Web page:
Rita Katz and Michael Stern of the SITE Institute write in the Washington Post about the arrest of Irhabi (Arabic for "terrorist") 007. Irhabi "hacked into American university computers, propagandized for the Iraq insurgents led by Abu Musab al-Zarqawi and taught other online jihadists how to wield their computers for the cause," they write.
Irhabi - actually Londoner Younis Tsouli - was arrested in a suspected bomb plot in November. Only after his arrest did British authorities realize they had the prime cyberterrorist. And that's what's troubling, Stern and Katz say:
... After pursuing an investigation into a European terrorism suspect, British investigators raided Tsouli's house, where they found stolen credit card information, according to an American source familiar with the probe. Looking further, they found that the cards were used to pay American Internet providers on whose servers he had posted jihadi propaganda. Only then did investigators come to believe that they had netted the infamous hacker. And that element of luck is a problem. The Internet has presented investigators with an extraordinary challenge. But our future security is going to depend increasingly on identifying and catching the shadowy figures who exist primarily in the elusive online world.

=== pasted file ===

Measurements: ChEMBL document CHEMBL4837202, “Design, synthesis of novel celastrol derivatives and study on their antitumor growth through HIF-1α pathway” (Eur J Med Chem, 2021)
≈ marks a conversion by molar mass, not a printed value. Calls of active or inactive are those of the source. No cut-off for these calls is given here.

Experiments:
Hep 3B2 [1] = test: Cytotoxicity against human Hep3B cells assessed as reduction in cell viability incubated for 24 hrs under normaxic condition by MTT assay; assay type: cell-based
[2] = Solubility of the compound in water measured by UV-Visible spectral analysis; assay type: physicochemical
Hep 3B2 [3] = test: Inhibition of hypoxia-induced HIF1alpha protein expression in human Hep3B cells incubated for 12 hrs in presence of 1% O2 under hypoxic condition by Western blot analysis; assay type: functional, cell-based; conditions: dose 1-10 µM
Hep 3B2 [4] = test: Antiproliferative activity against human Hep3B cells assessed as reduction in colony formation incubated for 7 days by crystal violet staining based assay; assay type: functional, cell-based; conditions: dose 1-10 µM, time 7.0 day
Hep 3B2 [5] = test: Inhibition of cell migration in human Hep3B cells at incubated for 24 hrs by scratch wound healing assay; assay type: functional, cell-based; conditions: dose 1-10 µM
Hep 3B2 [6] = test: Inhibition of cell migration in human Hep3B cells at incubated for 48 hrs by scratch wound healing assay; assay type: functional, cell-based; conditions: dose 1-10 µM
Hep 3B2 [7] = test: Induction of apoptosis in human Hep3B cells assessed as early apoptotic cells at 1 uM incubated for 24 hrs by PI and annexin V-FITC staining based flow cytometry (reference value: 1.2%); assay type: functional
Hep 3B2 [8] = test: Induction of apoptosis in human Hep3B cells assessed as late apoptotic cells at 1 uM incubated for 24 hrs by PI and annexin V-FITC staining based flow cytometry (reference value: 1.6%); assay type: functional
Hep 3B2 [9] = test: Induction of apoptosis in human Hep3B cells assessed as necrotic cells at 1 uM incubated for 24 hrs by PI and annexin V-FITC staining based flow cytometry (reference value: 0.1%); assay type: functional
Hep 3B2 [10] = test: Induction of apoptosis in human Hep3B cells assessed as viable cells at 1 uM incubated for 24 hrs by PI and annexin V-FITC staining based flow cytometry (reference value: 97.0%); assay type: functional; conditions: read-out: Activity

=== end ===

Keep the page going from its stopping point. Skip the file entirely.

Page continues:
The article details Tsouli's involvement with Al Quaeda in Iraq and his rise to prominence but cautions that he has already shared his knowledge.
Tsouli has been charged with eight offenses including conspiracy to murder, conspiracy to cause an explosion, conspiracy to cause a public nuisance, conspiracy to obtain money by deception and offences relating to the possession of articles for terrorist purposes and fundraising. So far there are no charges directly related to his alleged activities as Irhabi on the Internet, but given the charges already mounted against him, it will probably be a long time before the 22-year-old is able to go online again.
But Irhabi's absence from the Internet may not be as noticeable as many hope. Indeed, the hacker had anticipated his own disappearance. In the months beforehand, Irhabi released his will on the Internet. In it, he provided links to help visitors with their own Internet security and hacking skills in the event of his absence -- a rubric for jihadists seeking the means to continue to serve their nefarious ends. Irhabi may have been caught, but his online legacy may be the creation of many thousands of 007s.